Title: The Mousetrap
Setting: Anywhen - first to third seasons
Rating: K+ (for slight language)
Disclaimer: All characters etc are owned by someone else. No copyright infringements intended.
A/N: This is very closely based on a dream I had after one of my Moggies brought me a small squeaky to chase.
As always - Thanks Kiky.
"C'm'ere ya bugger, I can see you!"
A lab-coated arm darted under the infirmary bed, the action almost immediately followed by a startled yelp. There was a sound of fingers being stuffed angrily into a mouth and a somewhat muffled voice exclaimed, "Ya bit me, you wee bastard! 'Timorous beastie,' my arse!"
Rodney McKay stood in the doorway for a few moments, wondering if the unseen individual would try again, but apparently the excitement was over for now. Rodney pitched his voice loud enough to carry over the muttered curses. "Still not caught all your escaped vermin yet, Carson?"
The loud 'thunk' of a head hitting the underside of a bedrail had the physicist wincing in sympathy.
"Bloody hell, Rodney, give a man some warning, won't you?" Carson's flushed face appeared above the bed. He cut a heroic figure; left hand vigorously rubbing the back of his head, right index finger jammed into his mouth. Rodney manfully managed to keep his grin down to a minimum.
"I'll take that as a 'no' then." McKay walked around the infirmary bed and offered a solicitous hand to help him up.
The medic batted his hand away and used the bed to lever himself to his feet. "Is this just an annoyance call, Rodney, or did you want something? A series of painful shots, maybe?"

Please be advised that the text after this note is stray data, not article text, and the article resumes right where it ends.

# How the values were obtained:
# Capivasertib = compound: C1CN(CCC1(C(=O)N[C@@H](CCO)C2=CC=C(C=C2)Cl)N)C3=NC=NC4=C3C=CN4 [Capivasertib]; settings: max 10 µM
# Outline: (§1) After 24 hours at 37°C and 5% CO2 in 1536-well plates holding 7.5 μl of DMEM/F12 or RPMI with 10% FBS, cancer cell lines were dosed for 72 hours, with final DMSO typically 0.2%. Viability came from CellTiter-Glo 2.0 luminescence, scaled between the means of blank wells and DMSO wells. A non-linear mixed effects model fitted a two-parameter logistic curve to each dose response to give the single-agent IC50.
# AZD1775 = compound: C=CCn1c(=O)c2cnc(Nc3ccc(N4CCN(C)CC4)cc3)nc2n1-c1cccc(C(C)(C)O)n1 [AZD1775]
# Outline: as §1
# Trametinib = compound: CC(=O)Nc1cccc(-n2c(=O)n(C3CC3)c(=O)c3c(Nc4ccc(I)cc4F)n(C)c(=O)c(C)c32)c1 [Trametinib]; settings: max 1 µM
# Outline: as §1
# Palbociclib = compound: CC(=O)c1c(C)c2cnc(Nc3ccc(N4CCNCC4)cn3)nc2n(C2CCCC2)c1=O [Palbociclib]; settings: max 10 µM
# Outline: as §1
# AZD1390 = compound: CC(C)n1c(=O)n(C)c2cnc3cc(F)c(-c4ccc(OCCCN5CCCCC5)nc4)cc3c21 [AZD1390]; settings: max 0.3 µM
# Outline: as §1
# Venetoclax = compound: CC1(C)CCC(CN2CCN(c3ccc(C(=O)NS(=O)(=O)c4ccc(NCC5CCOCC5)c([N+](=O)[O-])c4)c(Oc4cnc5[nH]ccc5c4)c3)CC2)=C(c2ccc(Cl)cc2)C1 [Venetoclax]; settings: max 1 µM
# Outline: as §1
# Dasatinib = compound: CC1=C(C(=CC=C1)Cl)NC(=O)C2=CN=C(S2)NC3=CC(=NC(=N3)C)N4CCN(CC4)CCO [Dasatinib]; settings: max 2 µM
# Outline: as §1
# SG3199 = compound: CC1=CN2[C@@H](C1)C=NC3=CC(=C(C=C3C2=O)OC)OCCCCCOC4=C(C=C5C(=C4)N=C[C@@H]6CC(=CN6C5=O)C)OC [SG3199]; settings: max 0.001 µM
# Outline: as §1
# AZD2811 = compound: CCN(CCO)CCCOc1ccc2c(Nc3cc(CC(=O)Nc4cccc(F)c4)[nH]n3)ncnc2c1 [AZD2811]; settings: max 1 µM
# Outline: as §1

"Well, I brought you this." Rodney held up the humane mousetrap that he'd had one of his lab-techs put together. "But, since you mention it, are your own rabies shots up to date?"
Carson virtually snatched the mousetrap from McKay's hand. "I'll have you know that my white mice are disease-free. They're probably the healthiest creatures on Atlantis." He turned the mousetrap over and peered at the complex system of levers and trapdoors inside. Here's a tip – never let a lab-tech design what should be a simple device. "How the hell does this work, then?"
Rodney took the mousetrap and deftly set the mechanism.
"Here," he tossed it back to Carson, "Good hunting."
McKay was halfway to the door when Carson called out, "Hey, Rodney, have you, by any chance, got any chocolate on you that I could use as bait?"
Rodney froze, then slowly turned, his eyes wide in perfectly understandable horror at the suggestion.
"I'll take that as a 'yes' then, Rodney." Carson grinned smugly, holding out his hand.
McKay reached into his pocket in resignation. God save us all from smart-ass medics.
2:00am and the sky above Atlantis was truly spectacular. You didn't get nights like these in many places on Earth any more. Light pollution had reached the point where even the desert stars shone less brightly, and city skies were a dreary, washed-out grey.
Here, unfamiliar constellations lit the sky from horizon to horizon like carelessly thrown diamonds on a black velvet cloth. With no moon in the Lantian sky, the stars didn't so much twinkle as blaze.